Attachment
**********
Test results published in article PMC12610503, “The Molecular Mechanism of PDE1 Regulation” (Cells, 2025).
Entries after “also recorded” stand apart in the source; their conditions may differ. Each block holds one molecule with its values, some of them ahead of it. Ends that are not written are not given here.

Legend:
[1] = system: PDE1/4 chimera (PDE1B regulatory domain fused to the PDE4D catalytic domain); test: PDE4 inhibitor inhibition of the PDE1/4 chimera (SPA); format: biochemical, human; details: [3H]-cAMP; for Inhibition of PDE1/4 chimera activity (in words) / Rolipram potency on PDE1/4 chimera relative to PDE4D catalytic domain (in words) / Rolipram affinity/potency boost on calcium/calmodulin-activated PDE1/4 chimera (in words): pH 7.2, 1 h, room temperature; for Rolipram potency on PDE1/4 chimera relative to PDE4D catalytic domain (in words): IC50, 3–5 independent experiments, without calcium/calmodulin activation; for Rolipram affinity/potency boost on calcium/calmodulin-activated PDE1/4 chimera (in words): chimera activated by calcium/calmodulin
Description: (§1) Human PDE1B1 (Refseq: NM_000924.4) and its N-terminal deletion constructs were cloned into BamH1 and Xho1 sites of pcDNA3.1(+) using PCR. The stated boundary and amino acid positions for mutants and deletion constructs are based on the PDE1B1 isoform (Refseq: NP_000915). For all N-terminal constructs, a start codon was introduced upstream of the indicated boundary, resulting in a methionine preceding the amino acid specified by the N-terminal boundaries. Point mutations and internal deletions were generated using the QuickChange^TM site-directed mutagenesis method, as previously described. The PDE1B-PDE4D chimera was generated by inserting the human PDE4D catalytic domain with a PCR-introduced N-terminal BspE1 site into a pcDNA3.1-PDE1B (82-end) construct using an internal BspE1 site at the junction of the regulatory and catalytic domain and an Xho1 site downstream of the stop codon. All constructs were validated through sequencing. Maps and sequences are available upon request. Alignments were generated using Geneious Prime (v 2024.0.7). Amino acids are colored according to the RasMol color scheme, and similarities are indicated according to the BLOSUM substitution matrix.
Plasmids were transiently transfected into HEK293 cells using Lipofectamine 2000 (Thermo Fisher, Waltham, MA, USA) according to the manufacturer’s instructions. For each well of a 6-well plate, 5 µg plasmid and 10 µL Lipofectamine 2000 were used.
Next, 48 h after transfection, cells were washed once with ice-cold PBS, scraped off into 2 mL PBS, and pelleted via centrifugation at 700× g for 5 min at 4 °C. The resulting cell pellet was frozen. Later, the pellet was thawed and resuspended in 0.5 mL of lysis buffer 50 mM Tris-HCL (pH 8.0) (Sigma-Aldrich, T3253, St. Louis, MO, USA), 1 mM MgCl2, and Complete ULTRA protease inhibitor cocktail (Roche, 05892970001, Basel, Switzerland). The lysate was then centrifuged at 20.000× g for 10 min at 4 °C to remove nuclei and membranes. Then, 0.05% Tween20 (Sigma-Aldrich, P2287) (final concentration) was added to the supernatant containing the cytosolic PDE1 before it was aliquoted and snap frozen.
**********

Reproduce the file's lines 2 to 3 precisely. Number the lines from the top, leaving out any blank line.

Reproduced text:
Entries after “also recorded” stand apart in the source; their conditions may differ. Each block holds one molecule with its values, some of them ahead of it. Ends that are not written are not given here.

Legend: